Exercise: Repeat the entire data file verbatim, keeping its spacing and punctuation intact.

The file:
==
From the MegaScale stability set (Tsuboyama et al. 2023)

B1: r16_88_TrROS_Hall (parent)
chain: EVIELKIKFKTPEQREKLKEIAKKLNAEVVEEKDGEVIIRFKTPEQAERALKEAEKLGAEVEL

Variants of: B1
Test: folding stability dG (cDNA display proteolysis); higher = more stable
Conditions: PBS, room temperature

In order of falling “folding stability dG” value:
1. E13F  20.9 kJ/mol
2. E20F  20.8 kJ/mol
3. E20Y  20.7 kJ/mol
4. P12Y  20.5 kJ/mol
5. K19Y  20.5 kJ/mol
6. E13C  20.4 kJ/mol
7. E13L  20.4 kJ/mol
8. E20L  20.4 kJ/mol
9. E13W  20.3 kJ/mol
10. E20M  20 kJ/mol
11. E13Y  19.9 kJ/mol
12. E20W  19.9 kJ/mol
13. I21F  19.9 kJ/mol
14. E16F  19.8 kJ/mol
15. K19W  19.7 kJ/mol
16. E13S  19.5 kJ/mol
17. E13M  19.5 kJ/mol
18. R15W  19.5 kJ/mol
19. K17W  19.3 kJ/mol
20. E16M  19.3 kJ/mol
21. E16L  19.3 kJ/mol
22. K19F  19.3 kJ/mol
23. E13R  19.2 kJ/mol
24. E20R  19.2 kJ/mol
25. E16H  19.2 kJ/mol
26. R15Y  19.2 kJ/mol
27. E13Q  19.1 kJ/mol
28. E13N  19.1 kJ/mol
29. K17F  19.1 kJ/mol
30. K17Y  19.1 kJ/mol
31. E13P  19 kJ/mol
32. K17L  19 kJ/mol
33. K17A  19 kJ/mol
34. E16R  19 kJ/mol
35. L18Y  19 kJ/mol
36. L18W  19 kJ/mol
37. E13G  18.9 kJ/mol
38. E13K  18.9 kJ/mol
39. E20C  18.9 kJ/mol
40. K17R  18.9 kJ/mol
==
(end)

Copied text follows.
From the MegaScale stability set (Tsuboyama et al. 2023)

B1: r16_88_TrROS_Hall (parent)
chain: EVIELKIKFKTPEQREKLKEIAKKLNAEVVEEKDGEVIIRFKTPEQAERALKEAEKLGAEVEL

Variants of: B1
Test: folding stability dG (cDNA display proteolysis); higher = more stable
Conditions: PBS, room temperature

In order of falling “folding stability dG” value:
1. E13F  20.9 kJ/mol
2. E20F  20.8 kJ/mol
3. E20Y  20.7 kJ/mol
4. P12Y  20.5 kJ/mol
5. K19Y  20.5 kJ/mol
6. E13C  20.4 kJ/mol
7. E13L  20.4 kJ/mol
8. E20L  20.4 kJ/mol
9. E13W  20.3 kJ/mol
10. E20M  20 kJ/mol
11. E13Y  19.9 kJ/mol
12. E20W  19.9 kJ/mol
13. I21F  19.9 kJ/mol
14. E16F  19.8 kJ/mol
15. K19W  19.7 kJ/mol
16. E13S  19.5 kJ/mol
17. E13M  19.5 kJ/mol
18. R15W  19.5 kJ/mol
19. K17W  19.3 kJ/mol
20. E16M  19.3 kJ/mol
21. E16L  19.3 kJ/mol
22. K19F  19.3 kJ/mol
23. E13R  19.2 kJ/mol
24. E20R  19.2 kJ/mol
25. E16H  19.2 kJ/mol
26. R15Y  19.2 kJ/mol
27. E13Q  19.1 kJ/mol
28. E13N  19.1 kJ/mol
29. K17F  19.1 kJ/mol
30. K17Y  19.1 kJ/mol
31. E13P  19 kJ/mol
32. K17L  19 kJ/mol
33. K17A  19 kJ/mol
34. E16R  19 kJ/mol
35. L18Y  19 kJ/mol
36. L18W  19 kJ/mol
37. E13G  18.9 kJ/mol
38. E13K  18.9 kJ/mol
39. E20C  18.9 kJ/mol
40. K17R  18.9 kJ/mol